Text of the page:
2. Universal Non-Blind Double Marking of the whole cohort: The first marker provides feedback for the student on the assessment and the second marker assesses the work with this information known. No actual marks are disclosed; or marks are, for example, written on the back cover of an examination book. Second markers may be required or advised not to take into account the first marker’s marks in determining their own marks, and will be required to resolve differences in marks for all cases, or within defined ranges, as part of their second marking responsibilities. The provision of written comments by the first examiner makes second marking easier by guiding the second marker.
  3. Moderation of the entire cohort as Check or Audit: The first marker provides feedback for the student and awards a mark. The role of the second marker is to check that first marking has been carried out correctly, that mark schemes have been properly applied, and that the total mark is arithmetically correct. The first marker leaves a clear trail to be audited. The purpose of second marking is to check on standards for all work and may be extended to reviews or thorough second marking of selected work e.g., fails, marks just below the lower boundary of a class, or firsts.
  4. Moderation by sampling of the cohort: The second marker samples work already first marked, with feedback for students and marks attached, in order to check overall standards. This may be used where first markers are less experienced, where there are several first markers and consistency may be a problem or where unusual patterns of performance are expected or observed. It may lead to more extensive marking if problems are detected. The second marker may be the arbiter in such cases or may be responsible for alerting the examiner(s) with overall responsibility for the module. It is recommended that the sample of work for second marking is drawn from assessments marked as fails, borderline, marks just below the lower boundary of a class, or firsts. Please see the guidelines on the sample to be submitted to the External Examiner for a recommended sample to be included for moderation purposes (see the Code of Practice for External Examiners).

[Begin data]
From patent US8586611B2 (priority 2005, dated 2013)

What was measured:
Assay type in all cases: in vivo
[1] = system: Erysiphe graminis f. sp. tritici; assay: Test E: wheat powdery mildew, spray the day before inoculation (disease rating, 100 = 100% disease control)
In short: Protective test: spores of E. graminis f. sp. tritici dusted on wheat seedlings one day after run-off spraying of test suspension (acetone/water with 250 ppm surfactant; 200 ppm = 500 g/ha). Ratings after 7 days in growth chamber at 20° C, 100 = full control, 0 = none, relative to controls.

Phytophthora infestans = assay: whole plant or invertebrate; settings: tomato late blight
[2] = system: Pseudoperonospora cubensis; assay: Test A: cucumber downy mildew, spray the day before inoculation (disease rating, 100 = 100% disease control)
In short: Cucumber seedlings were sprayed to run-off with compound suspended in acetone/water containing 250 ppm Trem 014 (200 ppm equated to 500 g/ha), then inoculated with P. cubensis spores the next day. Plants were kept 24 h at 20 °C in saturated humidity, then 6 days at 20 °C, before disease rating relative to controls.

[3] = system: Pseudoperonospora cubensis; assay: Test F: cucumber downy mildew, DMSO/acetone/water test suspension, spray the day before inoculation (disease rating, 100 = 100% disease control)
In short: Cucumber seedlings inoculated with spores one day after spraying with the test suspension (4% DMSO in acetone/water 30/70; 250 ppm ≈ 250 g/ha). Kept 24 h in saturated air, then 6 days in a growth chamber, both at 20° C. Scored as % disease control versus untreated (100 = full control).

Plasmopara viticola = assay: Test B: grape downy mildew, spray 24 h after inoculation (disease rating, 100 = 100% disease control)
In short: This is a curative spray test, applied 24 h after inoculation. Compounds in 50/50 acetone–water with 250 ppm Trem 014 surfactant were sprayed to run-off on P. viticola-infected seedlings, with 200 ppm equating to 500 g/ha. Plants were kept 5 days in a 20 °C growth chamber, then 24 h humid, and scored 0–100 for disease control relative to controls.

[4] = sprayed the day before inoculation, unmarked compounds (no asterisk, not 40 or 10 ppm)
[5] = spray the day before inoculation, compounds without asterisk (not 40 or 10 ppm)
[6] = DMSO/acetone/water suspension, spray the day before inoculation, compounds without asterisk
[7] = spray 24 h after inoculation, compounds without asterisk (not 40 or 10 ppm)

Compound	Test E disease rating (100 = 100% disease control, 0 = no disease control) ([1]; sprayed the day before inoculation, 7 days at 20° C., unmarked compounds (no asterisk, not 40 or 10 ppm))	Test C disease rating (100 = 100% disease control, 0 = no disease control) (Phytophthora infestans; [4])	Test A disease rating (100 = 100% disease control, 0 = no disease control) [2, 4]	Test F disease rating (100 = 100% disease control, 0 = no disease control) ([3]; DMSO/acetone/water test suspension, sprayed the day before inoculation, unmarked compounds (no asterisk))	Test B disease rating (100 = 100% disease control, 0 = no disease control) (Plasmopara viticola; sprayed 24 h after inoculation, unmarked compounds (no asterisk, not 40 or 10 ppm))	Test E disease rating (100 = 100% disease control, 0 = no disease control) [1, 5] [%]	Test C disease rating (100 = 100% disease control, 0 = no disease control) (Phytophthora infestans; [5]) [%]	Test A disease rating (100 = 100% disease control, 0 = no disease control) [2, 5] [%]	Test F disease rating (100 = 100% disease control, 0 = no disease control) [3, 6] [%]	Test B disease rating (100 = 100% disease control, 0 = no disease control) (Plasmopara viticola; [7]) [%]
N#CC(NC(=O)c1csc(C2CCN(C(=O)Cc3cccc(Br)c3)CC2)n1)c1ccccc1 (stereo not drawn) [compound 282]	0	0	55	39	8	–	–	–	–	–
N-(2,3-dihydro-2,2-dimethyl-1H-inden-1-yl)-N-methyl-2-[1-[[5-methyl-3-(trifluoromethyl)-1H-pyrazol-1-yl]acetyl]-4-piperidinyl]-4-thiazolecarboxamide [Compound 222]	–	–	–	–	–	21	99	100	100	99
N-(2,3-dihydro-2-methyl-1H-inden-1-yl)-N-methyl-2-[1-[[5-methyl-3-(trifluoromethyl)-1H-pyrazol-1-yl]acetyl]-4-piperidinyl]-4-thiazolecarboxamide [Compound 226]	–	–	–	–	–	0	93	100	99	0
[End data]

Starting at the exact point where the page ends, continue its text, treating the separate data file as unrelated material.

5. Partial Moderation: Any of the above may be applied to particular types of marks e.g., fails, firsts, or borderlines.

Resolving Differences Between Markers (Third marking)

 Whatever method is used for moderation there must be a method of resolving differences between markers. These are as follows:

  • discussion and negotiation between the two markers on all differences;
  • discussion and negotiation between the markers on specified differences e.g., for relatively large differences, fails, firsts, borderlines or differences across degree classes. If a size criterion is used its value or range of values should be agreed and specified;
  • taking the mean of different marks: this may be done for all differences, for relatively small differences or differences within a degree class, or where both marks are clearly above or below the pass‑fail line or above or below limits for compensation. It is recommended that where differences straddle critical boundaries the differences should be settled by discussion and negotiation;
  • resort to a third marker. This should be an additional internal examiner.

Differences between markers cannot be left unresolved.


The Role of External Examiners
External Examiners have a key role in the development of assessments, and in the monitoring of marking. Please refer to the Code of Practice for External Examiners for further information on how External Examiners’ assist in the development of assessment Module Co-ordinators should consult External Examiners when developing or introducing new types of assessment.

External Examiners, at both the undergraduate and taught postgraduate level should act as overseers of the moderation process only, and not as second markers or moderators themselves. Colleges/Schools should appoint a third marker in the case of dispute or go outside the College/School/University to appoint a second marker for directed independent learning work if necessary. It is incumbent on the College/School to identify any difficulties that might occur in second marking of directed independent learning submissions early and must ensure that anyone appointed to second mark who is external to the College/School is appropriately trained and has been provided with the appropriate marking criteria.


Issues to be Considered by Colleges/Schools in Determining their Moderation Practices

Where students follow modules in another College/School, the moderation methods chosen for assessment should be ­determined by the discipline. Students following the same module should be subject to the same moderation practices.